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How to know your child is ready for social media

13 is the age most kids can handle being exposed to social media

In Summary

• The first thing to know is that restricting social media use will only lead them to use it in secret.

• That could be even more dangerous because they might go looking in places they have no business looking.

Image: courtesy: Pinterest

In this age of technology, children are as digital as they come.

It is not uncommon to see a child having a phone, tablet, or laptop before they even start Grade one.

Kids these days are on social media as soon as they are out of the womb, courtesy of their parents. This trend was common among celebrities but as trends do, they have caught on among common netizens.

But how old is old enough to be on social media?

According to experts, 13 is the age most kids can handle being exposed to social media.

"It is illegal for social media websites to collect data from anyone under 13," the Children's Online Privacy Protection Rule says.

Social media platforms require that children under 13 years have parental consent to open an account.

If a child is, for example, using an account that belongs to their parents, it could be exposing them to potential harm.

Social media affects even the Mental Health of adults so it would have adverse effects on children.

In October 2021, former Facebook employee Frances Haugen blew the whistle on Facebook’s algorithm that propels the spread of misinformation instead of stopping it.

The whistle-blower revealed to The Wall Street Journal that Facebook’s algorithm overlooks reports by teenage girls and boys who report the effects of harmful content they encounter on the platform, prioritising more engagement over users' mental well-being.

So, how can you make sure that your child will be safe from such neglect by social media companies?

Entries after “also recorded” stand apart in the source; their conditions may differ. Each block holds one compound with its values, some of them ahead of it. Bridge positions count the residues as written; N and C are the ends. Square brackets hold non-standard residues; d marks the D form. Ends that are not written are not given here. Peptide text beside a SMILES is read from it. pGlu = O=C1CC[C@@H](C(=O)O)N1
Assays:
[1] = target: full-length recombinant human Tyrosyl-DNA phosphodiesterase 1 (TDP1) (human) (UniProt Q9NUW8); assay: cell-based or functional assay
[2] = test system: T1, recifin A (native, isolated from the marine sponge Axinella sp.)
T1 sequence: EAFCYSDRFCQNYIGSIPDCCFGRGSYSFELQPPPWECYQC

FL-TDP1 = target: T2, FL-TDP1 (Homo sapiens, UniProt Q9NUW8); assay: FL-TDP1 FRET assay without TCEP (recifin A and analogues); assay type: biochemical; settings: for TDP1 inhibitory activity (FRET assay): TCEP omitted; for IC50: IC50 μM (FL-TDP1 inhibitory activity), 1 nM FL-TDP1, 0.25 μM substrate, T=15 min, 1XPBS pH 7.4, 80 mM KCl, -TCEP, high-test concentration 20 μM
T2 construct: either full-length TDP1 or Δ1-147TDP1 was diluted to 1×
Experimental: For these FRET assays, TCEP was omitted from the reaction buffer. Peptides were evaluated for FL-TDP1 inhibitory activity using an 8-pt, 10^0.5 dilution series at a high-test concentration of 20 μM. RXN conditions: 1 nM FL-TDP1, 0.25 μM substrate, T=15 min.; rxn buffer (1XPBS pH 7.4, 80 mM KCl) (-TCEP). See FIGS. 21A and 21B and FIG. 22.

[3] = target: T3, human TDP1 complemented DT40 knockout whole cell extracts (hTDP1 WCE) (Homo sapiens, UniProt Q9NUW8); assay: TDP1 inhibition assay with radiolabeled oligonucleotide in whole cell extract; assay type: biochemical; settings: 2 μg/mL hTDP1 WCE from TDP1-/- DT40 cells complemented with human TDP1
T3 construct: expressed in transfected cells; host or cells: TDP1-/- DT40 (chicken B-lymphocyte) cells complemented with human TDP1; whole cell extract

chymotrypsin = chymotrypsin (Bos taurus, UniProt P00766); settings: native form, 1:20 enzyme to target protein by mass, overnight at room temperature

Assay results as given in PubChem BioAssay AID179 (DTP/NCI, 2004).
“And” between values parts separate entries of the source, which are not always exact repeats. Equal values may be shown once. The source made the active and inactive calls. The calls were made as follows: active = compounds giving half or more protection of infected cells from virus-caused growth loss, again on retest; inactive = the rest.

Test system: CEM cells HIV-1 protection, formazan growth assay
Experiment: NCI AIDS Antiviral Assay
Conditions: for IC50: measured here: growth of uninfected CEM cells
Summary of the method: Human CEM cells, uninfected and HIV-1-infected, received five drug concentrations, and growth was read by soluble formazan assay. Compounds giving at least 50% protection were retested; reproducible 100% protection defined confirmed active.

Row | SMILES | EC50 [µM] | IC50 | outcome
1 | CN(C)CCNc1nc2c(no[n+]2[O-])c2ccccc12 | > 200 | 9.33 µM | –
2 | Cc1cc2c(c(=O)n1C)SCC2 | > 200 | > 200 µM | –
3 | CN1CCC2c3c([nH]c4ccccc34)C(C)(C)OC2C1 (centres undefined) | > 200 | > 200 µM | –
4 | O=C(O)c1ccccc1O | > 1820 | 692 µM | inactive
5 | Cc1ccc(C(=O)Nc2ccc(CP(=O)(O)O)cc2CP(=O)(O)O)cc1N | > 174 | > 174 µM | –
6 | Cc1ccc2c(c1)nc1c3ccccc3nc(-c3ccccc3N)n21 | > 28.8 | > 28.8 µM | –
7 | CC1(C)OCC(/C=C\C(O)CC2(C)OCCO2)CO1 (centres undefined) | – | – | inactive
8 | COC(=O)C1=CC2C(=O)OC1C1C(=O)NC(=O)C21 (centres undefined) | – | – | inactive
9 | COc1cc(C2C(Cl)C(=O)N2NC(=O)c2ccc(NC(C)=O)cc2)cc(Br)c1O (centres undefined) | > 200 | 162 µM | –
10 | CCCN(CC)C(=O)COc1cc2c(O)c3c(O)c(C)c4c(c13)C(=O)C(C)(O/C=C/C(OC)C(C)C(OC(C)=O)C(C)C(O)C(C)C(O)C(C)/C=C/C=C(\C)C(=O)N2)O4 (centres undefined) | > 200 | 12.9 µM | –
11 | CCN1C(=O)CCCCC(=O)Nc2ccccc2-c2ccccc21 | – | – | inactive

The first thing to know is that restricting social media use will only lead them to use it in secret.

That could be even more dangerous because they might go looking in places they have no business looking. The best thing to do is to set rules and boundaries.

Talk to your child about what you are okay with them seeing on social media and let them know the consequences of going beyond the boundaries.

If your child likes to keep to themselves, you should make it clear that they are free to come to you for anything.

This way, if anything is happening online that is out of the ordinary, they can come to you for help.

Children who struggle with peer pressure may not be ready for social media because they may be easily misled by people on the internet.

According to ThinkUKnow, children who give in to peer pressure may often fall prey to online perpetrators.

It may also affect their self-image as they try to become like their online 'role models'.

Make sure they know basic online safety and etiquette as well.

Are they likely to overshare on the internet, letting strangers know a lot of details about them and their private life?

It is difficult to monitor what children are up to 24/7 so, make sure you equip them with the necessary information.

Teach them to be kind on the internet, not engage with trolls, and where to report bad situations on social media apps.

That way, they can handle such situations even in your absence.